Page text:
Sidebar: Let’s Get Coffee

Here’s to those who believe a good cup of coffee can turn the day around: a list of some of San Jose’s finest coffee shops.

1. Devine Grind




When you walk into Devine Grind, the manager, Winnie, will greet you with a warm smile. When you ask Winnie what she recommends from the menu, she will reveal that her cafe is famous for the Toasted Coconut Mocha. She will say it tastes best blended, but because of the unusually icy weather in San Jose, you just might have to try it hot. You may want to try it hot because of how divine it tastes, and you may want to indulge in an asiago cheese bagel along with it, which happens to be just the right balance of fluff and crunch.


Underneath all of that wonderful steamed milk is a dark, nutty coffee drink. Devine Grind is a great place to explore if you are in the mood for coffee with flavor.

2. B2 Coffee

This cafe is hiding in a corner of San Pedro Square Market. You’ll have to walk past all of the eateries to discover that though it may be hidden, it has certainly been found.


You can zigzag around this built out space to see the manager, Eric, taking orders and crafting otherworldly drinks.



Order any coffee drink you love here. They serve Verve and Sight Glass coffee and make their own vanilla and chocolate sauce from scratch on-site. The baristas will recommend the Vanilla Latte, which is delicious and showcases their latte art (seen right).


One plus about this B2 location is the abundance in seating. The airy atmosphere is lit by large windows, which supply natural light during the day, and there is free WiFi and plenty of outlets to fuel productivity.

3. Cafe Legato



Rodelio, the owner of Café Legato will most likely be nearby when you stroll into his joint. He will greet you with a kind smile and ask what kind of drink you like, if you prefer one with caramel, one with vanilla, or something simple. If you’re a caramel lover like me, he will whip you up something along the lines of this Iced Caramel Raspberry Macchiato. I couldn’t even wait to take a picture before trying it out. My excitement got the best of me.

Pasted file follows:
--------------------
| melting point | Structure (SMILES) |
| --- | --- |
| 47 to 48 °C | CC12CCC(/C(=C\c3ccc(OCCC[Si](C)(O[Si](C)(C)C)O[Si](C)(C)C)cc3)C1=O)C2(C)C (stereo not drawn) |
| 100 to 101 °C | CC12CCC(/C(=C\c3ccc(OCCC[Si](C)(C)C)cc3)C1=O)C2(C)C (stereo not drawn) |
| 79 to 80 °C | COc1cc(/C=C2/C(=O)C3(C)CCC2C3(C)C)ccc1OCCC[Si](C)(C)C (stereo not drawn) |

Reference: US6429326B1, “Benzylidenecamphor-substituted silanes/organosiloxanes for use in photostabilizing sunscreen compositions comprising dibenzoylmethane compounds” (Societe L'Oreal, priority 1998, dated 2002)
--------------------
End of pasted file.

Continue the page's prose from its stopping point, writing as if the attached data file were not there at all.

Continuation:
Cafe Legato is a great place to visit if you want to satisfy your hunger and thirst all at once. Each food item is freshly made on-site.


This was the Veggie Grilled Cheese, which Rodelio made with sliced cheese, eggplant, sprouts, and mushrooms. And as a girl who isn’t afraid of her vegetables, I devoured that sandwich.

If Rodelio isn’t there the day you visit his café, you’ll be safe ordering one of the drinks under the “Signature Frappes” menu. They are all cold coffee drinks that Rodelio says have been selling like hotcakes.

4. Philz Coffee

When you walk up to this café during the day, there is a good chance that the line will be out the door.

However, after dark, there is a tranquil setting at Philz Coffee.

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If you’re ever in the mood for a late cup of Joe, Philz is a great place to venture out to since they are open until 9 p.m. on weekdays and 8 p.m. on weekends.

If you’re ever in the mood for some of the best coffee in the world, Philz, still, is a great place to venture out to.

The Tesora blend is always in demand at Philz, and the baristas will cater your cup to your preference of cream and sugar. My personal favorite is the Iced Ecstatic, which is a blend of Philz coffees that is unlike anything else I’ve ever tasted. Tip: If you bring your own mug here, you can pay for a small size of whichever drink you ordered.

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Happy sipping!


IMHO #2 (EC)

We are failing as a system. The racial incident at San Jose State University was on the 7th floor of Campus Village Building C.

Recently, I discovered which dorm room it was happening in.

I lived in that exact same dorm room two years ago, during my first year of college.

This incident is a reminder to San Jose State that although we are living in our utopian bubble, racism still exists. Not only does it exist, it is happening in our own backyard. While the four white students being charged for the crimes claim it was all meant in a humorous and satirical way, the evidence indicates other intentions. There was Nazi imagery on the dorm walls and the students referred to the victim as “three-fifths,” as a reference to an old constitutional provision that regarded slaves as three-fifths of a person. San Jose Mercury News reports that two years ago, a San Jose study found students describing incidents of racism on campus–years before the dorm incident occurred. This study was never publicized. Mohammed Qayoumi, the current president of San Jose State University, separated the diversity group that conducted the study and started his own diversity group that has only met once until the racial incident in the dorms occurred.